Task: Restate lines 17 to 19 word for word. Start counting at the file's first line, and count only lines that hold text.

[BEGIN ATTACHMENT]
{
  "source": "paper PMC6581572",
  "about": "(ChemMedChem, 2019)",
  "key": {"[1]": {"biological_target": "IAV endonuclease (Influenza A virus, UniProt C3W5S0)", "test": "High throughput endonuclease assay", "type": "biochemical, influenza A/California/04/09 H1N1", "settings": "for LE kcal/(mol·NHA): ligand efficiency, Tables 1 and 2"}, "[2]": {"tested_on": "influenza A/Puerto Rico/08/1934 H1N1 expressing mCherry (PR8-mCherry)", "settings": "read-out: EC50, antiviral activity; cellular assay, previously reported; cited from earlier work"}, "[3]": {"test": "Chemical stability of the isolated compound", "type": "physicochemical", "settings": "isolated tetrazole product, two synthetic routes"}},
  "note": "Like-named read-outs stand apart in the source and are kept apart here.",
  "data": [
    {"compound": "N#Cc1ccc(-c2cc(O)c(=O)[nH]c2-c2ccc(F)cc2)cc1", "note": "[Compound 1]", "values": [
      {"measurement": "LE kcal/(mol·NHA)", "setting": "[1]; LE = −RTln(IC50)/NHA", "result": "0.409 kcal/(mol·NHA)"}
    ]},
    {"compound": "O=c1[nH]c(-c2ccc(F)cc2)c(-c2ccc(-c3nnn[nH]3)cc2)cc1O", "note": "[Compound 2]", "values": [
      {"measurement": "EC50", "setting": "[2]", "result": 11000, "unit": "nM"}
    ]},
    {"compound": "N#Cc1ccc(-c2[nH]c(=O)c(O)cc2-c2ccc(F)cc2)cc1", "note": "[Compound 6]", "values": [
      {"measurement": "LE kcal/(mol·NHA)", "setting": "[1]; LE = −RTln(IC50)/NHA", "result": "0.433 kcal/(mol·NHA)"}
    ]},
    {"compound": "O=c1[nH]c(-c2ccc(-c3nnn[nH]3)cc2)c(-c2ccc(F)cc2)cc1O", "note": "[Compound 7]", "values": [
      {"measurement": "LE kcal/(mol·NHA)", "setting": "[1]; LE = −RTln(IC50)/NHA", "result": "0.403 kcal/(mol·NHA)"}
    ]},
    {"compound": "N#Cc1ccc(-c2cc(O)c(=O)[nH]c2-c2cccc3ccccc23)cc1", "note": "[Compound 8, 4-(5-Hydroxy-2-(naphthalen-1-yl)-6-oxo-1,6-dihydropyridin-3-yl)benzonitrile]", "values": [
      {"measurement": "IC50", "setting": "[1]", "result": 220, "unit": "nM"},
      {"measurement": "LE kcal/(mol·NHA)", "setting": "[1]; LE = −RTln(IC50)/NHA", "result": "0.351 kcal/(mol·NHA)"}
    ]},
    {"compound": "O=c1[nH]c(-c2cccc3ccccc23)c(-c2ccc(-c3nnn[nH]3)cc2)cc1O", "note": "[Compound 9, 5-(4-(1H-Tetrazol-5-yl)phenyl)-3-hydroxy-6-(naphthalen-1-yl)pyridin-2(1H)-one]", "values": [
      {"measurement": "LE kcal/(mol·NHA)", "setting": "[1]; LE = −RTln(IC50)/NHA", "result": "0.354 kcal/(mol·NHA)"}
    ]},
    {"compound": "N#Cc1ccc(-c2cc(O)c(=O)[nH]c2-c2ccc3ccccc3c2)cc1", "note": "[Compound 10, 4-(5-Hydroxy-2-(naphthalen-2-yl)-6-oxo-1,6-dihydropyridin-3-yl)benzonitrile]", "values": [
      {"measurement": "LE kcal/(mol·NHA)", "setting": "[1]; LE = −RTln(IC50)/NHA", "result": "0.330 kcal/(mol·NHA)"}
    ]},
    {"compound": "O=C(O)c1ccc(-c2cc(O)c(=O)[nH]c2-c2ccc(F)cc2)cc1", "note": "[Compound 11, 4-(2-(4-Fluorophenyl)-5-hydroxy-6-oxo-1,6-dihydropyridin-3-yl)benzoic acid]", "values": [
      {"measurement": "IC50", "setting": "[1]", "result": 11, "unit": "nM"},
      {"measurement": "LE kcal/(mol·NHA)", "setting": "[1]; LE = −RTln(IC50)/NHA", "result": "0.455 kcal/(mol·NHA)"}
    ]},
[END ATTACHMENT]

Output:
      {"measurement": "LE kcal/(mol·NHA)", "setting": "[1]; LE = −RTln(IC50)/NHA", "result": "0.403 kcal/(mol·NHA)"}
    ]},
    {"compound": "N#Cc1ccc(-c2cc(O)c(=O)[nH]c2-c2cccc3ccccc23)cc1", "note": "[Compound 8, 4-(5-Hydroxy-2-(naphthalen-1-yl)-6-oxo-1,6-dihydropyridin-3-yl)benzonitrile]", "values": [